Sports related concussions are a major concern that has drawn national attention over the past several years. The University of New Mexico has engaged in a progressive research program examining concussions in their athletes and is the only institution in the U.S. to provide comprehensive brain-imaging health checkups for all student-athletes in contact sports.

The UNM Board of Regents today will consider funding requests for a number of special projects, including a request for $1.5 million to continue the brain imaging project for student-athletes. The money would pay for half the costs for the first three years of operations. The nonprofit Mind Research Network, an affiliate of Lovelace Biomedical and Environmental Research Institute has funded the program on its own so far and believes the rest of the money can be raised through grants and donations.

Last year, Kent Kiehl, a professor of psychology, neuroscience and law at UNM and Executive Science Officer of MRN, worked with Andrew Mayer, an assistant research professor in the Department of Neurology at the Health Sciences Center, and a research scientist at MRN, and Vince Calhoun, a distinguished professor in Electrical and Computer Engineering and the chief technology officer at MRN founded Project Brain Safe, to provide baseline measurements.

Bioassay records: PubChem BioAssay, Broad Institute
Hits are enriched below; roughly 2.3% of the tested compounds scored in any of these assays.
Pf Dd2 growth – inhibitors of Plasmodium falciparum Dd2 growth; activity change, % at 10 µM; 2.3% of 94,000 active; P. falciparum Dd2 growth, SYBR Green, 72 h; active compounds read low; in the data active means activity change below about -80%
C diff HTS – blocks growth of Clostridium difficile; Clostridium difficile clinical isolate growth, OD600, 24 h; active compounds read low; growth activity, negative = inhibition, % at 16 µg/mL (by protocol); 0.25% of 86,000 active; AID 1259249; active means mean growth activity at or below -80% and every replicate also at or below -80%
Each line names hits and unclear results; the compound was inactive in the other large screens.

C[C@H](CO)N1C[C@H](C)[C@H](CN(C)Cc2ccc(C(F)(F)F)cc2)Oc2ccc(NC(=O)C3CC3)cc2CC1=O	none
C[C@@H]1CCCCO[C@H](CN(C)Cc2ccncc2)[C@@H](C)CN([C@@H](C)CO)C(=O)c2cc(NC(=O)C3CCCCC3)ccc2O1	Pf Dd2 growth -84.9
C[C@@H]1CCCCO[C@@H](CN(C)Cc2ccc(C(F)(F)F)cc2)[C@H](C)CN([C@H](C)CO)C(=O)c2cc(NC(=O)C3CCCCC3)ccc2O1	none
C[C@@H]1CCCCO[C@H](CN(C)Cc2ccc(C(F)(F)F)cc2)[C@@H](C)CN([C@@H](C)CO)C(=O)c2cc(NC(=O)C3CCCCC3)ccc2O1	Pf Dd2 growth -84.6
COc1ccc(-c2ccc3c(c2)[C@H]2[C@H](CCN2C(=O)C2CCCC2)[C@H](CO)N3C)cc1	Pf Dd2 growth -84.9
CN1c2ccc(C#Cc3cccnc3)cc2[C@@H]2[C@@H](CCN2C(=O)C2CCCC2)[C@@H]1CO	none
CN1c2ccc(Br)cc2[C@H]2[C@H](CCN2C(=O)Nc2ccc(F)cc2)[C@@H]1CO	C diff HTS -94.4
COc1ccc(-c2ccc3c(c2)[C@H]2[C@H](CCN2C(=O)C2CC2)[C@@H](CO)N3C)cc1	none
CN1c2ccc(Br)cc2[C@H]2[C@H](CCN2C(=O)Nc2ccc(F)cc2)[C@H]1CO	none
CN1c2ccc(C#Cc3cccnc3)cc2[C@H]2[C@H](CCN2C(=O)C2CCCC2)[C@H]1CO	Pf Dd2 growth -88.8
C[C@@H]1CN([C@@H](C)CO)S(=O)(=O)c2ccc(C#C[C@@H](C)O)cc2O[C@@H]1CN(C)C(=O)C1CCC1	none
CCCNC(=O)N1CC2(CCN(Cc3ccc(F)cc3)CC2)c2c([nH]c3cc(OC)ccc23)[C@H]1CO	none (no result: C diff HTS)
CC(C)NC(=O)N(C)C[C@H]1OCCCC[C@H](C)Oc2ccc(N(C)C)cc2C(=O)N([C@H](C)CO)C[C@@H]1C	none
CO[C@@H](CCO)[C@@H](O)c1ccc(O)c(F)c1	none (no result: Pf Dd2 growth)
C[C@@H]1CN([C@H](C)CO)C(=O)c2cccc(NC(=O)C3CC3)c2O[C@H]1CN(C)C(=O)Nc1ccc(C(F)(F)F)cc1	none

They are working with the UNM Athletics Department to do noninvasive magnetic resonance imaging (MRI) of the brains of men’s basketball, football, soccer, diving and baseball teams. The project also is scanning the brains of athletes from the women’s basketball, volleyball, soccer, and diving teams and men and women from the UNM cheer squad.

So far the Brain Safe Project has scanned more than 253 student-athletes. The program is studying the long term effect of any brain concussions athletes may sustain during contact sports. The long-term goal is to find a way to minimizing the impact of concussions. A concussion is defined as a mild traumatic brain injury that alters the way the brain functions. Kiehl and his colleagues hope to convince first the Board of Regents and then the New Mexico legislature to fund the innovative project.

UNM Lobo athletes receive state-of-the-art concussion assessments by the expert Lobo team of doctors, who are affiliated with UNM Hospital, and also MRI scans from the Brain Safe Project. The concussed athlete and his/her family are then given all the medical information to help them make a choice about whether to continue in the sport. 

The project has already yielded important results. The baseline scans have found that 56 percent initially showed ‘incidental findings.’ Kiehl says “The vast majority of these incidental findings are benign issues like sinus problems, enlarged glands and cysts of no medical significance.”  He noted in rare cases the Brain Safe Program has found incidental findings that required additional medical testing and the athletes were referred to doctors for follow-up care.

Nationally, concussions suffered as a result of a sports injury are a growing concern. The Centers for Disease Control estimated there were approximately 300,000 sports related traumatic brain injuries in the U.S. in 2006. But that number is based only on events with a loss of consciousness, which make up about 10 to 20 percent of sports related traumatic brain injury. The Brain Safe program is uniquely designed to help answer critical questions regarding the concussions in UNM student athletes.